Spring Mini-Molt

Good thing Easter is over, because Abigail is molting:

All chickens shed their feathers to make room for new ones at some point. According to just about everyone everywhere, most chickens don't molt until their second autumn, as the daylight dwindles. Abigail, however, didn't get the memo, and has started dropping feathers in the spring instead.

There are a few possible reasons behind this. First, since the equinox we have weaned the chickens off of their supplementary coop lighting, so it's possible that Abigail's body is reading this as autumn instead of spring, and her body has shifted into molting season. Usually molting happens in the fall to give the chickens nice warm feathers, but also as their hormones change from sun-splashed-summery-egg-laying time to long-cold-not-gonna-do-anything-during-the-winter time. It could also be a hold-over reaction to her injury, as stress can also lead to molting. I think this is unlikely, though, given the weeks in between potential cause and its effect. She could just be an early molter, as it looks like a decent share of chickens have a small molt in the spring and/or as early as nine months or age.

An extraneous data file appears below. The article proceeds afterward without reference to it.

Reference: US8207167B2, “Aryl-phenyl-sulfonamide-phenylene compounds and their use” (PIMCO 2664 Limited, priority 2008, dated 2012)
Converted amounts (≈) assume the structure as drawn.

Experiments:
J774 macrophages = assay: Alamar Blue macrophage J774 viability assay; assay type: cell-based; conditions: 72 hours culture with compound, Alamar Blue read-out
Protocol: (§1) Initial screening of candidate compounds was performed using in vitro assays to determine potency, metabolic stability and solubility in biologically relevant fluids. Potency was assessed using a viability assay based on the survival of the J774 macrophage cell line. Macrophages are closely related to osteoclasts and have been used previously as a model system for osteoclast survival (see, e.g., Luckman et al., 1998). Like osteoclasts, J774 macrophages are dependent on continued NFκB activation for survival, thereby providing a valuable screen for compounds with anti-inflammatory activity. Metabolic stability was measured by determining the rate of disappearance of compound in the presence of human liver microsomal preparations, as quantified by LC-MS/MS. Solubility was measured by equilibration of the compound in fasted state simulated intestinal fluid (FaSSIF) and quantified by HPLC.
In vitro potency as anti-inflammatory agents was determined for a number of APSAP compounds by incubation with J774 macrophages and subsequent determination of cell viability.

Regardless of the trigger, the molt coincides with decreased egg production because both take a lot of protein to carry out. So while a chicken is making new feathers, odds are that they are not making any eggs.  

Abigail isn't laying right now, that's for sure. The other three are laying as usual, though, so it's not a hardship (for us — she could well be tired and uncomfortable throughout the process). Otherwise, she doesn't seem much worse for wear. You can see in the photo above that she's a little peaked: her comb is more pink than red, which is a sign of her expending a lot of energy on feather production. The top of her head and neck a little scruffy, but hardly bald (although you'll have to take my word for it since she wasn't cooperative about standing still for her close-up). She's lost a couple tailfeathers as well, and the area around her wings is a little thin: 

Again, it's hard to see in the pictures. But mostly, she's not looking bad at all, considering that it could be much, much worse. That's why I'm calling this a mini-molt. It could also be that she's just a slow molter, and she'll be gradually replacing feathers over the next two months (as opposed to a quick feather drop that's over in few weeks). 

I guess we'll find out. This is new chicken territory for us, as we come up on our birdies' first birthdays.


Abigail's mini-molt seems to be winding down. We returned to a far less scruffy bird after our vacation, and as of Tuesday, April 23, it looks like she's starting to lay again. Tiegan caught her in the nesting box, and found a nice warm, green egg when she got home from school. (This brings up a whole other issue about why our silly birds are laying in the afternoon this spring instead of the morning, but whatever.) I'd estimate that this mini-molt took about five or six weeks — at least, that's how long she stopped laying for. Not a big deal with three other birds to shoulder the weight, but when they all molt in the fall, that's a long time to be without eggs. I think this spring and summer we'll be freezing our extras to stock up against that inevitability.


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